ness trip and will either accompany
Mrs. Kuhn and his fiancee or will
stop later for a week's visit in
Omaha. Miss Harriet Mack will go
on to her home in Buffalo tomorrow
evening. Her parents will not come
west as they planned, because of thej
pressure ot Mr. Mack t business.
Wedding Cards.
Cards have been received announc
ing the aooroaching marriage of Mar.
gery, daughter of Mr. and Mrs. Edgar
Callender Snyder, of Washington, D.
C, to Mr. David Abner Snyder. The
ceremony will take place on the eve.
mng of April 10 at St. Stephen's Eois.
copal church. Miss Snyder was born
in Omaha, her father being a member
of The Bee's staff for many years
prior to his going to Washington,
where he still represents this oaoer.
Cards have been received announc
ing the date of the wedding of Miss
Kutn oouid, daughter ot Mr. and Mrs.
Henry Rees Gould, to Mr. Warren
Harold Howard, son of Mr. and Mrs.
F. A. Howard, at the Church of the
Good Shepherd on Monday evening.
April 9. A reception at the home of
the bride's parents will follow the
ceremony.
Social Affairs Planned.
Mrs. Clinton Uremic will entertain
at a birthday party Wednesday aft
ernoon for her little niece. Betty
Kennedy, who will be celebrating
her fourth anniversary.
The Harmony club, which has not
been meeting for some time because
of illness 4a the families of mem
bers, will resume its parties next
Saturday evening. Mr. and Mrs.
John W. Kobbins will entertain the
club.
Mrs. Robert Thompson will enter
!ain the members of the Kappa Kappa
Gamma Alumnae association at the
monthly luncheon Saturday. :
Qui Vive Dancing club will give
a party at Turpin's Dancing academy
Friday evening.
Skit Room Notes. '
Miss Nellie Wakeley, who is very ill
at her home, was reported a trifle bet
ter yesterday and was able at times
lo recognize those about her. Today
hc is in about the tame condition, a
MANAGED SUFFRAGE CARD
PARTY AT BLACKSTONE.
Jka c -
ITts Thomzs Brown
CAOV WTw
slight improvement over that at the
time of her attack.
Little Barbara Burns has only a
light case of scarlet fever, but she and
her mother, Mrs. bamucl Hums, win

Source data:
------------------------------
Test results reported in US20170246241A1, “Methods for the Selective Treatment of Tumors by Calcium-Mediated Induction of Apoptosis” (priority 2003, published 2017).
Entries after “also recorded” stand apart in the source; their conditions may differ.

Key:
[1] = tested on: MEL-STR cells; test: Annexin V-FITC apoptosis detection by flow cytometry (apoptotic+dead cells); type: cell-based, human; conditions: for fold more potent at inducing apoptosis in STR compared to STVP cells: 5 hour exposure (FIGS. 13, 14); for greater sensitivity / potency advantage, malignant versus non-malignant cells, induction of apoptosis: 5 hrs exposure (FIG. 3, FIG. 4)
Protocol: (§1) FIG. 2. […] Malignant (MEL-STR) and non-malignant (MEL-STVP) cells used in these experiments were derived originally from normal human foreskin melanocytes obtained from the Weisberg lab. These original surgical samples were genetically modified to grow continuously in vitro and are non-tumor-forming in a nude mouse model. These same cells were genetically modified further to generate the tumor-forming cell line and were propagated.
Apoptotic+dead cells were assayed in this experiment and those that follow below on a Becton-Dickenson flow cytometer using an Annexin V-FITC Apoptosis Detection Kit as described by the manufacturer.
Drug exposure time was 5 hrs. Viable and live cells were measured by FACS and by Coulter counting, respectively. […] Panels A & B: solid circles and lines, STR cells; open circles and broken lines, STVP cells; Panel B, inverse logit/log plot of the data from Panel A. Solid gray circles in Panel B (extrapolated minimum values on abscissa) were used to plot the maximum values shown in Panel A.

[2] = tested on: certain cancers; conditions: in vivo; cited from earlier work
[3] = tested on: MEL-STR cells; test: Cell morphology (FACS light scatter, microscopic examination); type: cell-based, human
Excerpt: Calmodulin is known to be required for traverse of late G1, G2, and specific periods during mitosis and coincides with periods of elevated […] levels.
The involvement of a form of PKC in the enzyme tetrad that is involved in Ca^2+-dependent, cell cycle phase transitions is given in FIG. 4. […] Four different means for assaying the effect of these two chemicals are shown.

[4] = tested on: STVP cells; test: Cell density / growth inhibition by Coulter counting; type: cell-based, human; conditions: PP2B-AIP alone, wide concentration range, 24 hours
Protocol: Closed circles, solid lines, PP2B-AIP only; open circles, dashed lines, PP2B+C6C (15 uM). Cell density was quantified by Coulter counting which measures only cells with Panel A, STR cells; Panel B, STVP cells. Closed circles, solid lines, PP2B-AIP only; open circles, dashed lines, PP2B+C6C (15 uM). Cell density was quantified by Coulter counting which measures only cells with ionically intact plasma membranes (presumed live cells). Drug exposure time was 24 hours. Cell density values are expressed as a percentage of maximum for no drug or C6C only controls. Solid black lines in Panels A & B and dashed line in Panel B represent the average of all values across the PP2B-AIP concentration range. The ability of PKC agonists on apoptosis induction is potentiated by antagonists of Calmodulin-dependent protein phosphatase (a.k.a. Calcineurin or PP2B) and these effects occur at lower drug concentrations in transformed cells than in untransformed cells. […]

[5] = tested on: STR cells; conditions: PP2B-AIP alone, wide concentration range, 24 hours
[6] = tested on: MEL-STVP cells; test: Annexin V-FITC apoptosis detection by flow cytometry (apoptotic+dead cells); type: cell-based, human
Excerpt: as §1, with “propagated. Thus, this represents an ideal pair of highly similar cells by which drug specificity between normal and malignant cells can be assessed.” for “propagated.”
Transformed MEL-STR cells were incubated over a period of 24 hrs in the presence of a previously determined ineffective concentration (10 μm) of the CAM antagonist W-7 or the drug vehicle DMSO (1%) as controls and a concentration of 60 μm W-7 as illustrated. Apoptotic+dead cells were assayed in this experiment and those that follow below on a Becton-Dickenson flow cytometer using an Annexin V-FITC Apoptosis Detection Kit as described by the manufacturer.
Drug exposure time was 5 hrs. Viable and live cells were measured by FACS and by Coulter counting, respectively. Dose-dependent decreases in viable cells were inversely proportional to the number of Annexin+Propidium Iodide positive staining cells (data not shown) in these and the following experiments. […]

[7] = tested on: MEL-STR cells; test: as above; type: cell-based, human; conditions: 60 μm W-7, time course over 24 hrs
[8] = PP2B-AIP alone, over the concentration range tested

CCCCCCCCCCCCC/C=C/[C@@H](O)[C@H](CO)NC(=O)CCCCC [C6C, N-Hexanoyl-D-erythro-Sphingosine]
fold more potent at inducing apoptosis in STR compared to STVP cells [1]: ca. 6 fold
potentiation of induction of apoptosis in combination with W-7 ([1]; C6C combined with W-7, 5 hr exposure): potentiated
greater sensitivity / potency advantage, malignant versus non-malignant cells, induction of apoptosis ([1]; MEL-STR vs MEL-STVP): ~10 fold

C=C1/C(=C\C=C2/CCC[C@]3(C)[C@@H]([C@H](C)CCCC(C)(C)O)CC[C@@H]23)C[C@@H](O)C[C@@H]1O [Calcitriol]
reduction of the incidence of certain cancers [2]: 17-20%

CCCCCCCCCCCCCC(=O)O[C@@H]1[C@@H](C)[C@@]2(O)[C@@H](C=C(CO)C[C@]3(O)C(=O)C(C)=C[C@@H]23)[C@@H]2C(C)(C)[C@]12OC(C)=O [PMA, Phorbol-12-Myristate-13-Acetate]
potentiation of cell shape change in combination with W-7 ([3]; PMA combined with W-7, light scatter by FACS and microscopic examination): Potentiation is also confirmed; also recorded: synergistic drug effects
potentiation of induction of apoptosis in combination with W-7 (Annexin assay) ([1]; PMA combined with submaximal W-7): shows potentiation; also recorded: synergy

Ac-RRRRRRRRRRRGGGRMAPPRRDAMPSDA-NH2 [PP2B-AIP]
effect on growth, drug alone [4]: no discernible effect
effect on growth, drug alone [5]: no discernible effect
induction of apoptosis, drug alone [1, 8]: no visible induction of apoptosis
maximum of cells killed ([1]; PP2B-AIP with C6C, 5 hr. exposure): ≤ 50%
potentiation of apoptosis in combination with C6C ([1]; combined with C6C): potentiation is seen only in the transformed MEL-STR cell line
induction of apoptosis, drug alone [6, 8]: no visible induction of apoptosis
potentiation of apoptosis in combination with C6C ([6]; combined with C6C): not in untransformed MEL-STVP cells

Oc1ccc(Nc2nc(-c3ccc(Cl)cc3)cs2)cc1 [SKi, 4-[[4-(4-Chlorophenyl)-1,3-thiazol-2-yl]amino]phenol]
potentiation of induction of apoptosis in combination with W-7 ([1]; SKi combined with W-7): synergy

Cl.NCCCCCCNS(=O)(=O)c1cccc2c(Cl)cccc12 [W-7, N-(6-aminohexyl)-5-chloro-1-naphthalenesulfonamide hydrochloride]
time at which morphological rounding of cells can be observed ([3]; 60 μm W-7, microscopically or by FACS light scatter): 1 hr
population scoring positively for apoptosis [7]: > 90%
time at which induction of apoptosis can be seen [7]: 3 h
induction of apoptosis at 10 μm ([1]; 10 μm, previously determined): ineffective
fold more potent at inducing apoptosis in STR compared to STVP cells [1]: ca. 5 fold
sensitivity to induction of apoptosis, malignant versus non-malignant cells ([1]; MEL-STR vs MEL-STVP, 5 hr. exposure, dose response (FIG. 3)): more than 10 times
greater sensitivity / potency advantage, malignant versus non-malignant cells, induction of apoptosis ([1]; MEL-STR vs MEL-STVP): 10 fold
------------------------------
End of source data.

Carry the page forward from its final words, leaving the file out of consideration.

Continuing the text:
be quarantined for some time still.
Master Cameron Millard, who has
had the measles, and his mother, Mrs.
Ezra Millard, expect to be released
from quarantine tomorrow.
Mrs. William Kamsey, who has
been seriously ill with typhoid fever
ior mniusi UIICC 111UIUIIS 1IU SUl-
fcred a relapse last week, js now
improving.
Newt of the Wayfarers,
Mr. and Mrs. A. B. Currie, Mr. and
Mrs. O. W. Dunn. Mr. and Mrs. J.
W. Agnew. E. E. Rhys, W. J. Moring,
Mr, and Mrs. J. Merrt, B. L.. Brown,
C. I. Bowman, Charles O'Neill Rich,
Paterson and F. W. Smith are
among Omahans registered at the Ho
tel Uark in l.os Angeles, Cat.
Mr. J. Fuller of Las Vegas, Idaho,
is spending a few days with relatives,
enroute to New York City. '
Mr. Carl F.i Benjamin left Sunday
for Rushville, Neb., where he will re
main all week.
Mr. and Mrs. Gur rurdy leave Wed
nesday or Thursday for a visit of ten
days or two week with friends in Cin
cinnati.
Mr. Lewis 5. Reed, who has been
in the city for a short time, left Sat
urday tor Lalitornia.
Mrs. Samuel Rees, jr., is entertain
ing her grandmother, Mrs. McMillan
of Norfolk, Neb., who is enroute
from an eastern trip.
Personal Mention.
Mrs. Darwin B. Chesney, who un
derwent an operation for appendicitis
two weeks ago at the Swedish Jm
manucl hospital, has returned to her
home and is rapidly recuperating.
Among the Umaha members wno
attended the Acoth sorority banquet
in Lincoln Saturday evening were
Mrs. H. L. Rivett and the Misses
Anna Snyder and Margaret Lewis.
Sigma Phi Epsilon fraternity mem
bers who went to Lincoln for the
fraternity formal dancing party were
Messrs. Earl Spaulding, Guy Phil
brick, Guy Weigand and Lee Lowry.
Mr, Robert stout, who has accept
ed position in New York City,
leaves Thursday evening for the east.
Mr. Stout will be gone for at least a
year. Miss Gertrude Stout, who is in
her senior year at , Mrs. Someir.'
school, is planning to "spend her Eas
ter vacation, which begins April 5, at
her roommate's home in Chatta
nooga, Tenn
Miss Hallie Wilson spent the week
end at her home in Ashland, '
Mrs. D. A. Foote and daughter,
Miss Mildred, are planning to leave